}

In the Vector class, the elementAt() method explicitly verifies that the internal array index does not fall out of bounds. Methods in ArrayList leaves the task to user and are not Synchronized. This makes the execution faster.

18. Couple of times it becomes necessary in code to retrieve element at a particular position in the Vector and then remove that Element. Code for this one would be,
e = v.elementAt(index);
v.removeElementAt (index);

In such a scenario, use the following code
e =v.remove(index);

This returns element at index position and then removes that element from Vector. This saves call to elementAt() method.

19. In Hashtable couple of times we try to get Element with particular key and if it does not exist, then we try to create new Element and insert that Element into Hashtable. Sometimes code is written as,

if( htable.containsKey(keyCode) ) {
return htable.get(keyCode);
}
else {
MyData md = createNewData(keyCode);
htable.put ( keyCode, md);
return md;
}

Here, we made performance overhead by calling these two methods on the same Hashtable,containsKey() and get(). Both these methods do the same thing, except containsKey() returns true/false and get()returns the actual Element. If the Hashtable is of considerable size then the overhead is high. Instead write the code as follows,

if ( (md = (MyData)htable.get (keyCode) != null ){
return md;
}
else {
// insert New Element into Hashtable here.
}

20. Cache Data as much as possible both on the Server and Client side as much as possible. For example do no try to get Data from Database every time which is hardly going to change for a long time. Either store it in local text or properties files or cache it for a pre defined interval once it is read from Database.

21. InetAddress.getHostAddress() has a lot of new operations. It creates a lot of intermediate strings to return the host address. Avoid it, if possible.

22. java.util.Date has some performance problems, particularly with internationalization. If you frequently print out the current time as something other than the (long ms-since-epoch) that it is usually represented as, you may be able to cache your representation of the current time and then create a separate thread to update that representation every N seconds (N depends on how accurately you need to represent the current time). You could also delay converting the time until a client needs it, and the current representation is known to be stale.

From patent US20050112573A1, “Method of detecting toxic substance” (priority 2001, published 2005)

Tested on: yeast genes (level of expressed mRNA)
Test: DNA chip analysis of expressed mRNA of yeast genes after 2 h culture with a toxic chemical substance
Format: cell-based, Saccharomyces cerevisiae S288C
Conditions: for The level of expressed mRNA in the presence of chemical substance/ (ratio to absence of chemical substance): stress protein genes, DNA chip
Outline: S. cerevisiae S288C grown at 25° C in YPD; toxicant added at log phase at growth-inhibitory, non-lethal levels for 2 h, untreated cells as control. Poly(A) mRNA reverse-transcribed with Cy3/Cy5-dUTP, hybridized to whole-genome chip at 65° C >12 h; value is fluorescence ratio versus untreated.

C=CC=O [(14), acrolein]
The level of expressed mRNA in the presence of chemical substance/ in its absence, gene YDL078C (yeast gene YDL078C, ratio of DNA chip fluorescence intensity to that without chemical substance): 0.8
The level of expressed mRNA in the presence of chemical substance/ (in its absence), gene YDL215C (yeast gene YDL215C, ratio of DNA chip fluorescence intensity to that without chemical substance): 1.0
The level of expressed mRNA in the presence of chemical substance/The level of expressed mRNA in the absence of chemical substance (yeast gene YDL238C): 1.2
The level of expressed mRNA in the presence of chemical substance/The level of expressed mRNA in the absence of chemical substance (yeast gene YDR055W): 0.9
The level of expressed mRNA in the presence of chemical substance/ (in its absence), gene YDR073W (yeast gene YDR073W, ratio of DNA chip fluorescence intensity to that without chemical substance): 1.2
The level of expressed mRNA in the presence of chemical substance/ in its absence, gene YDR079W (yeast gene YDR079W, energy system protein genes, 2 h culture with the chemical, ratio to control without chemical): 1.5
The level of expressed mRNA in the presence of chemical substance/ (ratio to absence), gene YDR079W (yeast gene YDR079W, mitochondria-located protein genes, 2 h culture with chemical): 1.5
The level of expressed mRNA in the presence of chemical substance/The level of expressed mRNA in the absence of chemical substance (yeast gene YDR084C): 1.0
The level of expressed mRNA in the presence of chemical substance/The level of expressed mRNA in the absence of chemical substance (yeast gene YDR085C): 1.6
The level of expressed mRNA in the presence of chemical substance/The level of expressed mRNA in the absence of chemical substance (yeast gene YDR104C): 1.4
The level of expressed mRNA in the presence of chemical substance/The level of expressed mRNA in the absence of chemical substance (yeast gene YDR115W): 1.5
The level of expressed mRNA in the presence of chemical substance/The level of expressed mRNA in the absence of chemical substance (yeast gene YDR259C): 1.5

23. Avoid java.lang.String.hashCode() . If the String's length exceeds 16 characters, hashCode() samples only a portion of the String. So if the places that a set of Strings differ in don't get sampled you can see lots of similar hash values. This can turn your hash tables into linked lists!

24. Good Design is very important for any project. In most applications, good performance comes from getting the architecture right. Using the right data structures for the problem you're solving is a lot more important than tweaking String operations. Thread architecture is also important. (Try to avoid wait/notify operations–they can cause a lot of lock contention in some VMs.) And of course you should use caching for your most expensive operations.

25. This is one of the most common mistakes. A lot of people do something like the following:

debug("Debug Comment: " + var1 + var1 + "Current Value");
public static void debug(String s) {
System.err.println(s);
}

Then they think that they've turned off debugging overhead. Nope! If there are enough debugging statements, you can see a lot of time spent in creating new strings to evaluate "Debug Comment: " + var1 + var1 + "Current Value", which is then tossed after calling debug .

Disadvantages of Optimization:
If your code already works, optimizing is a sure way to introduce new, and there is possibility for bugs

Optimization tends to make code harder to understand and maintain

Some of the techniques presented here increase speed by reducing the extensibility of the code

Optimizing code for one platform may actually make it worse on another platform

A lot of time can be spent optimizing, with little gain in performance, and can result in obfuscated code

If you're overly obsessed with optimizing code, people will call you a nerd behind your back